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The Liberal Tax Myth

Sandy235 Wrote: Jun 17, 2012 4:47 PM
Back in the 60's, when offered overtime, I mostly refused. While the pay at time and one half was very good, it would push me into another tax bracket and my take home was less. This is one of the few ways that a wage earner can adjust his income to benefit taxwise. Usually it only applies to persons who are in sales or other occupations that can manipulate when and how they get paid. As an investor, you can delay sales of stocks and bonds (or accelerate) to meet tax goals. The poor shlub working for a paycheck has less flexibility.
gil422 Wrote: Jun 18, 2012 2:11 PM
"it would push me into another tax bracket and my take home was less."

When you move into the next bracket, only the income above the threshold of that bracket is taxed at the higher rate. I suppose you could get out of the range of the EIC or move into the Alt Min tax range, but for the most part, there are no easy ways to keep less by making more. I've only been paying taxes since about 1981, so it might have been different at the time.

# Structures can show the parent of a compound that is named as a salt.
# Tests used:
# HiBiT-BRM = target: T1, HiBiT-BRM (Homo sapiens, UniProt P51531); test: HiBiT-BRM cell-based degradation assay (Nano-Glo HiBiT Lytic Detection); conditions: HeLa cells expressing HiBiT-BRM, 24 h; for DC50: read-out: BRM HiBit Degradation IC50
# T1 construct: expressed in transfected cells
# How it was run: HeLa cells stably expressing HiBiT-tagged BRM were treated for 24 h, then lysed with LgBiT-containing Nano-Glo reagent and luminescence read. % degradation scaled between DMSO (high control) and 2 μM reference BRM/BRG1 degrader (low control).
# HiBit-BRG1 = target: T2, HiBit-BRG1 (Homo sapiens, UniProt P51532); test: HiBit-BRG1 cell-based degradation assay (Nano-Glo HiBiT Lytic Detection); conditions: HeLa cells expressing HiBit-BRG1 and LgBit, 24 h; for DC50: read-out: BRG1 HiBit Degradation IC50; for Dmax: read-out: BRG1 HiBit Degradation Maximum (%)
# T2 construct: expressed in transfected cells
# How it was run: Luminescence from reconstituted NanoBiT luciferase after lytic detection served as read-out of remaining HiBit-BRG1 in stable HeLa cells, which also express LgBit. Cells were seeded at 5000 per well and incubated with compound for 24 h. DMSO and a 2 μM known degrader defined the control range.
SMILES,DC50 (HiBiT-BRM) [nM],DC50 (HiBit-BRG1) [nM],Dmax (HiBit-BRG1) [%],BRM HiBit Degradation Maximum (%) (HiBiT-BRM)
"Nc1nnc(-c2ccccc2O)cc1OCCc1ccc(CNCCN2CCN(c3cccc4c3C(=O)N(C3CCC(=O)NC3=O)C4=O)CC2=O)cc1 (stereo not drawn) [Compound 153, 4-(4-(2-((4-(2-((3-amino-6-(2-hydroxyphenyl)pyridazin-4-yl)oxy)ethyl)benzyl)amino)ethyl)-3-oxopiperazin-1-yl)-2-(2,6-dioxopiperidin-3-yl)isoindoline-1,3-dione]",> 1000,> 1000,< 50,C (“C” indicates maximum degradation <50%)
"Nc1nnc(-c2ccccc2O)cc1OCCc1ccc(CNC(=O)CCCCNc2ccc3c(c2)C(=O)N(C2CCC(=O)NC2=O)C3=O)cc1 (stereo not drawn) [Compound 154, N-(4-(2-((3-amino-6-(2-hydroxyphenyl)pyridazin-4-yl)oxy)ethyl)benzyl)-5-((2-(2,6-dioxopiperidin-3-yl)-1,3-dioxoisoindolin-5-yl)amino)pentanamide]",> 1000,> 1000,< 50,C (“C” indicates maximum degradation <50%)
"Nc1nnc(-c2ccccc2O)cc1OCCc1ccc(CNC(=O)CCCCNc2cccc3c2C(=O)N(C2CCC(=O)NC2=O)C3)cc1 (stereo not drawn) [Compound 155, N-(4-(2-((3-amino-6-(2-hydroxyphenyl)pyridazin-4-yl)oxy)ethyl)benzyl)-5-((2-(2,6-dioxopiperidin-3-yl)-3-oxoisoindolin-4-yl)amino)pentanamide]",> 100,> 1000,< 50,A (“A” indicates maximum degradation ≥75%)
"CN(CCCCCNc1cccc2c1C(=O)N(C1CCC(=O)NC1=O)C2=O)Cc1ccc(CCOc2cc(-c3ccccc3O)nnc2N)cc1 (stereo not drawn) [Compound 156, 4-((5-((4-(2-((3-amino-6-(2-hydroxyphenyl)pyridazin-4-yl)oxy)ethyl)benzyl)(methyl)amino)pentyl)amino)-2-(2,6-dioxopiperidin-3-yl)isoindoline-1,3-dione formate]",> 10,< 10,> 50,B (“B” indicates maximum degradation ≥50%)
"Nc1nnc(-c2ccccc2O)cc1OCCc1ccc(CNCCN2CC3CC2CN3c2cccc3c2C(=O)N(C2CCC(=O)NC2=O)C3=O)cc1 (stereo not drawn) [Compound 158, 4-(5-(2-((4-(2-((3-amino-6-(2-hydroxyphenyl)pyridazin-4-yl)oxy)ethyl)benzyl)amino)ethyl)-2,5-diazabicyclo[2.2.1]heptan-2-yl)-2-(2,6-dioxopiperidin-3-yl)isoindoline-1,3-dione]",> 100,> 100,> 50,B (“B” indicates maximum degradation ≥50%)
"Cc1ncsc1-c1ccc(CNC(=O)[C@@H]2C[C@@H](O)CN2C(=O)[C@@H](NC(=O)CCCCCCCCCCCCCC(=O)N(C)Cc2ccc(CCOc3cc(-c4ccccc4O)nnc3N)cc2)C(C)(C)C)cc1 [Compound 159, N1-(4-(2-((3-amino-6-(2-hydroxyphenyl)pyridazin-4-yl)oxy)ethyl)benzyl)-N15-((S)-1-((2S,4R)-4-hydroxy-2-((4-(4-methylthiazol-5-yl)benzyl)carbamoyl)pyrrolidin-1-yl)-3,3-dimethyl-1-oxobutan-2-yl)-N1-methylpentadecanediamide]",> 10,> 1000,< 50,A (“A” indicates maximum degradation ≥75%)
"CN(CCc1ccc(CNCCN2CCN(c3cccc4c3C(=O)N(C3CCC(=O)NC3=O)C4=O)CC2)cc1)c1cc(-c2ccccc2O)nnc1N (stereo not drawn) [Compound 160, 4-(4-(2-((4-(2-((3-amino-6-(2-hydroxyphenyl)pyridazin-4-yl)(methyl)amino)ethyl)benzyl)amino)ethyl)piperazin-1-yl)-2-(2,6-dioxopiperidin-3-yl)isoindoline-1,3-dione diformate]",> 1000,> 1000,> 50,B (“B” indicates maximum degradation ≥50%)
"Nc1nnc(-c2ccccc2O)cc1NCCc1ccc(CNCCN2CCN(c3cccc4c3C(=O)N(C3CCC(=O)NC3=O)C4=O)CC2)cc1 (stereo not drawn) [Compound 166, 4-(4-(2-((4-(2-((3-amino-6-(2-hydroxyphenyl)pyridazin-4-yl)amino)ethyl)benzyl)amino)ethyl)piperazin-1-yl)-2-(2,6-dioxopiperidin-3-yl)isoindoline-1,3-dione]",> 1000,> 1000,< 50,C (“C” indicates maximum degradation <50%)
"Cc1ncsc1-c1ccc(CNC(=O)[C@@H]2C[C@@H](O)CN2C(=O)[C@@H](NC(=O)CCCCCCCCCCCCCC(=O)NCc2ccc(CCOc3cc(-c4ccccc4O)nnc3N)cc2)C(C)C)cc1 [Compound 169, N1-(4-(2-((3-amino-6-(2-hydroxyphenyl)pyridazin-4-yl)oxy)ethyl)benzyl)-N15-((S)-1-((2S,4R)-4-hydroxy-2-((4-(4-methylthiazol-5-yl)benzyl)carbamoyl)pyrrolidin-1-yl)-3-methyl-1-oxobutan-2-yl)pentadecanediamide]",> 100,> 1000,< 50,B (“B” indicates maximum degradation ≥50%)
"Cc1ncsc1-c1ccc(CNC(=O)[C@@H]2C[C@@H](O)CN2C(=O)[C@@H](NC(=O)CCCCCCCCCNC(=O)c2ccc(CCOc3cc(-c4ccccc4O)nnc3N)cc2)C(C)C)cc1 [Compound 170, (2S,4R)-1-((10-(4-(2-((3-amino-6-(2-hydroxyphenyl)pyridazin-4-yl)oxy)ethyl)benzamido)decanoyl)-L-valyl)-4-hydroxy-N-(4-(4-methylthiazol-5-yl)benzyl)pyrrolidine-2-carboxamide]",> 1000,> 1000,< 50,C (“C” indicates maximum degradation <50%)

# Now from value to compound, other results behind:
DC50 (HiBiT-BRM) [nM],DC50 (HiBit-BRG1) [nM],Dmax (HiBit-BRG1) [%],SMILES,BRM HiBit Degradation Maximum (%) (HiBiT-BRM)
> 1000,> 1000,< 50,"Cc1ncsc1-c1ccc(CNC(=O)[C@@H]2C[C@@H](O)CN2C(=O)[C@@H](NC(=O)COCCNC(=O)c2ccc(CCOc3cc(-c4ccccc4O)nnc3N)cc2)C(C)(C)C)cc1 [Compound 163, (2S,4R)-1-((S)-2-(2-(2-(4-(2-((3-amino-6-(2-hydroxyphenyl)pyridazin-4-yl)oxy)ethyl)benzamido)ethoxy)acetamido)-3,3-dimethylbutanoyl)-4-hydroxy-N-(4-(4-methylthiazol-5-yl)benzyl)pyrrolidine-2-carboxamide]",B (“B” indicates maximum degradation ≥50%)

If your tax rate goes up by a lot, will the amount of taxes that you pay go up by a lot as well?

You might think so at first, but as we'll show you in this post, the answer is that your taxes will likely go up, but probably by not anywhere near as much as you might have thought, and certainly not by anywhere near as much as the politicians imposing the tax hike might like.

To understand why, let's use a real world example....

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